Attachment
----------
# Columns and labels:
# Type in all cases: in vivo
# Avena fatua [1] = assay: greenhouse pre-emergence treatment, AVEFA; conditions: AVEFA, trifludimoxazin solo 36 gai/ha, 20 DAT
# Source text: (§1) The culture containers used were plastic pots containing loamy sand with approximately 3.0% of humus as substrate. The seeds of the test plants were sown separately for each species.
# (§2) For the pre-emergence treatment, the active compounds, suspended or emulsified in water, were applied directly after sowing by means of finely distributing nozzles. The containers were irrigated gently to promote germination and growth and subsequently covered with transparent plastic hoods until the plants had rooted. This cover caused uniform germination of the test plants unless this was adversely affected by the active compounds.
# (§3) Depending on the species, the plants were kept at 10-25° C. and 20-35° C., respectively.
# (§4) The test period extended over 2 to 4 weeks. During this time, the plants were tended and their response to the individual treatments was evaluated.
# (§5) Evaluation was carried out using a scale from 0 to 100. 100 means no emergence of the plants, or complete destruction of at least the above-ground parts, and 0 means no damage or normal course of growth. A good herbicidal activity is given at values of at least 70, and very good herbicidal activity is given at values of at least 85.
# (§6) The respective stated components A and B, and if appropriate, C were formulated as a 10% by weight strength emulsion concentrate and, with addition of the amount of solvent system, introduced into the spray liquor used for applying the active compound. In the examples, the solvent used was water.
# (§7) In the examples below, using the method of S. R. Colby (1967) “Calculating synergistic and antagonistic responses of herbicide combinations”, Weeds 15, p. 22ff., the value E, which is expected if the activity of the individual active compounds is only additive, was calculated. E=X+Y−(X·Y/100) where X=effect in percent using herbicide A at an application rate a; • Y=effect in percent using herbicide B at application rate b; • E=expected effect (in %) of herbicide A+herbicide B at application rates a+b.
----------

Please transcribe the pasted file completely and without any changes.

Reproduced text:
# Columns and labels:
# Type in all cases: in vivo
# Avena fatua [1] = assay: greenhouse pre-emergence treatment, AVEFA; conditions: AVEFA, trifludimoxazin solo 36 gai/ha, 20 DAT
# Source text: (§1) The culture containers used were plastic pots containing loamy sand with approximately 3.0% of humus as substrate. The seeds of the test plants were sown separately for each species.
# (§2) For the pre-emergence treatment, the active compounds, suspended or emulsified in water, were applied directly after sowing by means of finely distributing nozzles. The containers were irrigated gently to promote germination and growth and subsequently covered with transparent plastic hoods until the plants had rooted. This cover caused uniform germination of the test plants unless this was adversely affected by the active compounds.
# (§3) Depending on the species, the plants were kept at 10-25° C. and 20-35° C., respectively.
# (§4) The test period extended over 2 to 4 weeks. During this time, the plants were tended and their response to the individual treatments was evaluated.
# (§5) Evaluation was carried out using a scale from 0 to 100. 100 means no emergence of the plants, or complete destruction of at least the above-ground parts, and 0 means no damage or normal course of growth. A good herbicidal activity is given at values of at least 70, and very good herbicidal activity is given at values of at least 85.
# (§6) The respective stated components A and B, and if appropriate, C were formulated as a 10% by weight strength emulsion concentrate and, with addition of the amount of solvent system, introduced into the spray liquor used for applying the active compound. In the examples, the solvent used was water.
# (§7) In the examples below, using the method of S. R. Colby (1967) “Calculating synergistic and antagonistic responses of herbicide combinations”, Weeds 15, p. 22ff., the value E, which is expected if the activity of the individual active compounds is only additive, was calculated. E=X+Y−(X·Y/100) where X=effect in percent using herbicide A at an application rate a; • Y=effect in percent using herbicide B at application rate b; • E=expected effect (in %) of herbicide A+herbicide B at application rates a+b.